- UCAS course code
- UCAS institution code
MEng Materials Science and Engineering with Nanomaterials
Year of entry: 2023
- View tabs
- View full page
Course unit details:
Materials Characterisation and Analytical Techniques
|Unit level||Level 6|
|Teaching period(s)||Semester 1|
|Offered by||Department of Materials|
|Available as a free choice unit?||No|
This unit provides an introduction to the range of advanced characterisation techniques available in materials research, as well as to the principles that control how they operate.
The unit aims to:
- Introduce the range of advanced techniques available for the characterisation of materials, including microscopy, spectroscopy and thermal analysis.
- Discuss the basic underlying principles of how they operate (such as particle material interactions, optical systems etc.)
- Make students aware of the limitations and applications of different characterisation methods.
A greater depth of the learning outcomes will be covered in the following sections:
- Knowledge and understanding
- Intellectual skills
- Practical skills
- Transferable skills and personal qualities
Teaching and learning methods
Lectures, group tutorials (problem sessions), recommended textbooks, web resources, electronic supporting information (Blackboard).
Knowledge and understanding
- Describe the limits of resolution including the effect of lenses and aberrations in optics.
- Differentiate between bulk and spatially-resolved characterisation techniques.
- Describe the principles and applications of transmission and scanning electron microscopy.
- Explain the principles and applications of analytical techniques for structural, textural and chemical characterisation in electron microscopy.
- Describe the principles and applications of molecular and thermal characterisation techniques.
- Compare and contrast the principles and applications of ion based techniques for sample preparation, 3D tomography and chemical information.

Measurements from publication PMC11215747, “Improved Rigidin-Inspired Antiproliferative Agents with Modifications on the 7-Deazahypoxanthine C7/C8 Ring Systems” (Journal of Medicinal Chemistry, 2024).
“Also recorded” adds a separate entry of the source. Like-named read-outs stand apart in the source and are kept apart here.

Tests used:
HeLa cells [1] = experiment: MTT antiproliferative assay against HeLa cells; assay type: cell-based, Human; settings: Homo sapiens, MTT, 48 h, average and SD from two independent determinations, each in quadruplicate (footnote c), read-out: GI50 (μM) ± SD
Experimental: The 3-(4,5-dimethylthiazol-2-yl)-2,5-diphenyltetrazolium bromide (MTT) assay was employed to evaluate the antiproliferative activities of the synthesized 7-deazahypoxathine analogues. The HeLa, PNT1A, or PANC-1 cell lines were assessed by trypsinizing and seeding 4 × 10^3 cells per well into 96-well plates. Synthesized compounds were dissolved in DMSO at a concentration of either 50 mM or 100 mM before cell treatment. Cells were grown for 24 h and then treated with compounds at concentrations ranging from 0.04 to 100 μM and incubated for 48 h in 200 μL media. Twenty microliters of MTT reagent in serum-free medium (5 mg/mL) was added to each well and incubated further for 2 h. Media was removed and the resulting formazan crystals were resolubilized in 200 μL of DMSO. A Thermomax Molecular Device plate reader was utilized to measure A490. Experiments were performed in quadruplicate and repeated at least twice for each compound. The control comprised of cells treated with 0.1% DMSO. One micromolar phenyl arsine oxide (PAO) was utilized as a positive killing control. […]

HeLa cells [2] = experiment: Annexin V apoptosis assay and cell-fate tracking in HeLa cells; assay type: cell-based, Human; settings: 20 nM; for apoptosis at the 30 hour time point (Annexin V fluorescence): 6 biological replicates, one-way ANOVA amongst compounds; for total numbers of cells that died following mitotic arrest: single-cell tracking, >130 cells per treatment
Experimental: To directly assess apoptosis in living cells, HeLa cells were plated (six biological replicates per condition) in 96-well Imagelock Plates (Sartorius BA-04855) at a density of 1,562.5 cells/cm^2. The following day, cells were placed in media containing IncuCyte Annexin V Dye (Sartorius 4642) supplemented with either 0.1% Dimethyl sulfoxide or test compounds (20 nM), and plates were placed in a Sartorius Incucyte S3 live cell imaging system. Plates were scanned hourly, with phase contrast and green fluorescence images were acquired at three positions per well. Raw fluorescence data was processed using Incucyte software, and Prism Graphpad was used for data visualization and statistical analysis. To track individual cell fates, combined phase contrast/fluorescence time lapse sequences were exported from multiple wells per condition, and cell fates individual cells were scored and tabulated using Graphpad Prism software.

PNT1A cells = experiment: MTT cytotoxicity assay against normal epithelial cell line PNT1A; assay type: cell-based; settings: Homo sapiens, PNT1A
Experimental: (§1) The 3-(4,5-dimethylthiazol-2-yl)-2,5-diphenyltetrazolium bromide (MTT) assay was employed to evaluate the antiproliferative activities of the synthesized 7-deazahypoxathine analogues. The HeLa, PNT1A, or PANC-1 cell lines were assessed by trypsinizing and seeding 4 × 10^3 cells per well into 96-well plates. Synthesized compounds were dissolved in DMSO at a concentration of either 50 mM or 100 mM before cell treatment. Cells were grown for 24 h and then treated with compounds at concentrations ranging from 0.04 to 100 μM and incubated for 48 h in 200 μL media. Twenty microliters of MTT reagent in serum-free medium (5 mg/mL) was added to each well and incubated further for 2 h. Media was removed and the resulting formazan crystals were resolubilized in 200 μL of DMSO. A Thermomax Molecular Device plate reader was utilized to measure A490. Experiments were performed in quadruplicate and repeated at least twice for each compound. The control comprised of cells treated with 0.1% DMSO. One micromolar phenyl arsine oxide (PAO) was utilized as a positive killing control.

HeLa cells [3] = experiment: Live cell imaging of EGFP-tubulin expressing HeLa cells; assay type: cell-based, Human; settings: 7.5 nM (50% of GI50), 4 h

- Describe the principles and applications of light microscopy and spectroscopy techniques and identify their key merits.
- Describe strategies to materials characterisation using the above techniques and be able to carry out fundamental interpretations of measurements.
- Describe the relative advantages and disadvantages of different techniques and the relative strengths and weaknesses for when analysing different materials problems.
- Extract relevant information from images obtained using different techniques and use this information to characterise the material under observation.
- Describe how spectroscopic techniques can be used and what can be gained from them as analytical tools.
- Analyse and interpret information from structural, texture and chemical characterisation techniques for analysis of materials.
- Identify and describe the artefacts and limitations of different imaging and spectroscopy techniques.
- Select the right analytical technique or choose a suitable combination of complementary techniques to analyse complex materials problems.
- Not applicable
Transferable skills and personal qualities
- Develop their analytical capability and direct this understanding towards creative problem solving.
|Written assignment (inc essay)||30%|
Feedback given written/verbal
• http://www.doitpoms.ac.uk/tlplib/index.php (good sections on TEM, Diffraction and Imaging, Optical Microscopy)
• http://ammrf.org.au/myscope/ (interactive resources on EM)
• Electron Microscopy and Analysis, Goodhew el al., Taylor & Francis Ltd (London) 2000 ISBN 9780748409686 (available online through the library)
• Aberration-corrected analytical transmission electron microscopy, Brydson et al., RMS-Wiley, 2011
• “Nanosystem characterization tools in the life sciences” By Challa S. S. R. Kumar, Wiley (2006)
• P.J. Haines Principle of Thermal Analysis, RSC Paperbacks (2002)
• http://micro.magnet.fsu.edu/primer/index.html (including free downloadable e-book)
• Electron backscatter diffraction in materials science, by A.J. Schwarz, M. Kumar, B.L. Adams, D.P. Field. Springer US (2009), ISBN: 9780387881362
• Scanning electron microscopy and x-ray microanalysis, J. Goldstein et al Springer (2018)
• “Secondary ion mass spectrometry: an introduction to principles and practices” by P. van der Heide. Wiley (2014), available online from University library.
• “Industrial X-Ray Computed Tomography” by S. Carmignato, W. Dewulf, R. Leach, Springer (2018)
• “Practical Surface Analysis” by D. Briggs and M. Seah, Wiley, (1992)
• “Texture Analysis” by V. Randle and O. Engler, Gordon Breach, 2000
• “Essentials of Crystallography” by Duncan McKie and Christine McKie, Blackwell Scientific Publications, Oxford, 1986
• “Texture and Anisotropy” by U.F. Kocks, C.N. Tome, H.R. Wenk, Cambridge University Press, 1998
• “Recrystallization and related Annealing Phenomena” by F.J. Humphreys G.S. Rohrer and T. Rollett, Elsevier, 2017
• ‘Texture analysis in Materials Science” by H. Bunge, Butterworths, London, 1982
|Scheduled activity hours|
|Practical classes & workshops||4|
|Independent study hours|
|Katie Moore||Unit coordinator|